Duncan and Lump lived in an apartment in Rome with Duncan’s large Afghan Hound who always terrorized the little Dachshund and treated him as a chew toy. Duncan’s nomadic lifestyle as a photographer was equally tough and when Lump saw the lovely villa in the south of France with its spacious garden and it’s interesting Spanish owner, Lump decided that Picasso and Jacqueline would adopt him whether they liked it or not. Lump would live with the Picasso’s for six years.
Lump joined the family which – in addition to Pablo and Jacqueline – included Esmeralda, Picasso’s pet goat, Yan, his large, gentle Boxer and the occasional appearances of Picasso’s children who lived in Paris with their mother. Yan loved and welcomed his new little brother as he was pretty much ignored by Picasso.
There were always dogs in Picasso’s life but Lump was the only one ever allowed in Picasso’s arms. With the exception of Jacqueline’s occasional presence, Picasso preferred to paint alone in his studio though Lump was always the welcomed muse. Lump had a favorite stone from the villa’s garden and it was a game for him to enter Picasso’s studio with it in his mouth and drop it on the floor with a loud bang almost always breaking the artist’s concentration. The artist adored the little dog…
Picasso once remarked,”Lump, he’s not a dog, he’s not a little man, he’s somebody else.” Duncan spoke of Lump’s relationship with the artist: “This was a love affair. Picasso would take Lump in his arms. He would feed him from his hand. Hell, that little dog just took over. He ran the damn house.”
In 1957, Picasso painted 45 studies of Velázquez’s Las Meninas; Lump was in 15 of them where Picasso replaced the large hound in the foreground with whimsical studies of a small Dachshund.
Lump had a brief marriage to Lolita, another Dachshund who accompanied her owner, François Hugo (grandson of Victor) to Villa La Californie. Picasso asked Duncan if Lump had ever been married and then posed the same question to Hugo about Lolita. Neither dogs had been and when François returned on the next trip, Lolita appeared with a dish doily wedding necklace and a wedding was performed. Despite lots of affection between the two, the couple remained childless.
In 1964, while he was visiting Picasso, Duncan learned that Lump was suffering from a serious spinal condition that left him without the use of his legs and was in the care of the local veterinarian who had stopped feeding him because, he claimed, there was no cure. Duncan took Lump to Stuttgart seeking a second opinion where he found a vet who successfully treated the condition over several months. Lumped walked again though, as Duncan noted, he walked “like a drunken sailor”. Little Lump went on to live for another 10 years.
Lump died on March 29, 1973 – only ten days before Picasso did.
About the painting…
“Homage to Mouton, Picasso and Lump” began as a commissioned painting with red wine as a theme. I liked the connection between art and wine and with my wine sales past, I was well aware of the significance of 1973. I had known about Lump but never realized he had died the same year as Picasso did. I felt the connection of the three was very appropriate and saw the need for a proper homage.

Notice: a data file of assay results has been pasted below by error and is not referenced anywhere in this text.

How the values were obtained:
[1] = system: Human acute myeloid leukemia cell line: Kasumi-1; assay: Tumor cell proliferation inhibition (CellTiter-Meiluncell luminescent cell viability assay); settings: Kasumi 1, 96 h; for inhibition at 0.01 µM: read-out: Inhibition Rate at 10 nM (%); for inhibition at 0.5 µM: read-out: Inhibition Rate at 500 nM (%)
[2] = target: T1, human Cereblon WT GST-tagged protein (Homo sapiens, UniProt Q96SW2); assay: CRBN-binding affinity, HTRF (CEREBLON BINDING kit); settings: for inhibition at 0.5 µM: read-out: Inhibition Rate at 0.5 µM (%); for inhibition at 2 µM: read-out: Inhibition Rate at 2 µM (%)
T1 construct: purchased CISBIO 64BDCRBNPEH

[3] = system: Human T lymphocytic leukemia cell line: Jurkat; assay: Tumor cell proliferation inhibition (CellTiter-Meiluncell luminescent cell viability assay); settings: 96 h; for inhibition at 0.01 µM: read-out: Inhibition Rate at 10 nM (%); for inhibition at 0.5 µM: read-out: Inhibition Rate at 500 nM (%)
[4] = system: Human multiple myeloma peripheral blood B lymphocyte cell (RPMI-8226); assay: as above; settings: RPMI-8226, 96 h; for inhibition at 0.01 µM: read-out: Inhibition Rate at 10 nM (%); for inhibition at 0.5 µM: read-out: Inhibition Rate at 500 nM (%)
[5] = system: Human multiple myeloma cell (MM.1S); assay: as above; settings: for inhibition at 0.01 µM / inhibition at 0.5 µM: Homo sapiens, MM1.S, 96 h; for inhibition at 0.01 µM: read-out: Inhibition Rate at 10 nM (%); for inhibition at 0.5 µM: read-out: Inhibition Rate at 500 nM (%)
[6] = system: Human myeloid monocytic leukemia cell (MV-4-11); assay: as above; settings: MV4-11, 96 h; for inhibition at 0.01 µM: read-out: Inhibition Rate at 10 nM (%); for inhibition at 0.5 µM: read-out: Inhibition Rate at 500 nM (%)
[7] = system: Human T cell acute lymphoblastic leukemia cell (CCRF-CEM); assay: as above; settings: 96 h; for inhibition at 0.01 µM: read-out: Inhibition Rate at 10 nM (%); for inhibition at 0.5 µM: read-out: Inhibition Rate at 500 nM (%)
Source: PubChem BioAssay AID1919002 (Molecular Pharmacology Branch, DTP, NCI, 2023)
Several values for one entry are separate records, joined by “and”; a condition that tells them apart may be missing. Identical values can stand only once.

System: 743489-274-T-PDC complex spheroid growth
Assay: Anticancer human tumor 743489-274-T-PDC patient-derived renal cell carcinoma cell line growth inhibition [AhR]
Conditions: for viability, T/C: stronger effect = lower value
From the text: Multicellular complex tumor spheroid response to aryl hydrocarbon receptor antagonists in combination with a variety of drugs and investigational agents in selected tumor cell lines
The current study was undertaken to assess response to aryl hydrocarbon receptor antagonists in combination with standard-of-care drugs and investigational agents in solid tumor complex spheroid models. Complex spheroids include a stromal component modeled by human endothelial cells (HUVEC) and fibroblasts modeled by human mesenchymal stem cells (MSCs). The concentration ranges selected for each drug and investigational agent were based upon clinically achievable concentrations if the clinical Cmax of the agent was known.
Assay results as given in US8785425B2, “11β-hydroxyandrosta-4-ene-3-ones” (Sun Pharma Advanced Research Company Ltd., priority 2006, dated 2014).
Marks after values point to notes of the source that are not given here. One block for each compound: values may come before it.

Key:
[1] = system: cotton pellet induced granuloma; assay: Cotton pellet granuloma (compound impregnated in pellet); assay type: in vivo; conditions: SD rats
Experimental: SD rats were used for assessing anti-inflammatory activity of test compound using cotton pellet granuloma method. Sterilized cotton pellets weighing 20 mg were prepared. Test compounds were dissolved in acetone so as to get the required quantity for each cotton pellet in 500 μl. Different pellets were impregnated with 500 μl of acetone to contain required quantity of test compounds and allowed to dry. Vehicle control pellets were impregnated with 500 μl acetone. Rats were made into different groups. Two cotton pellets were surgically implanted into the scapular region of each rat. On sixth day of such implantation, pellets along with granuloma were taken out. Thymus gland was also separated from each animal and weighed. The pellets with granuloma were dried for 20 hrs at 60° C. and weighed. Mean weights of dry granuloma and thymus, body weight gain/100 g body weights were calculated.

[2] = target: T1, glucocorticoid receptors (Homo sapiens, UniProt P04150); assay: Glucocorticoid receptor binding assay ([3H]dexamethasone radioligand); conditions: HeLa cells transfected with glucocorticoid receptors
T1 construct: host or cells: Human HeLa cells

The painting focuses on the wine which was the original intention. The ’73 Picasso label is one of the more easily recognized Mouton labels. I began with Picasso and the label first thinking that if I didn’t get a fairly remote likeness of the two, the painting wouldn’t work. Picasso was influenced by African art hence the mask in the background. The framed photo of Picasso and Lump was just enough reference to Picasso that I needed. I worked from a photo in a book taken by David Douglas Duncan of Picasso and Lump but changed the artist’s attire to the striped Breton sailor’s shirt which he often wore and makes him easier recognized.
Other props included a wine glass, bowl of lemons, flowers, artichokes, a plum, pears, printed fabrics and – oh yes – French cheese; the Saint Agur in the foreground was delicious once it served its purpose!
Working back and forth between different weight papers emphasizes their individual qualities. The Arches 300 lb. Cold Press really soaks up the color and it was necessary to resaturate certain colors. I work more frequently with 140 lb. Arches and this isn’t necessary though I appreciate the sturdiness and forgiving qualities of the heavier paper.
The painting has an overall warm feel balanced by cooler colors in the background and shadows. I enjoyed cutting in the negative shapes among the flowers and stems. These negative spaces add a lot of visual interest. There is a play with complementary colors which occurs throughout my work.
The reflections in the wine glass and bottle were a lot of fun to paint – as was the entire painting. This painting is the first in a series of three.
watch a progressional video of the painting below:
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You’re currently reading ““Homage to Mouton, Picasso & Lump”,” an entry on Robert Leedy Watercolors
- June 19, 2014 / 10:05 am
- Art, Artists, Bordeaux, France, Leedy Artwork, Painters, Painting, Watercolor, Watercolour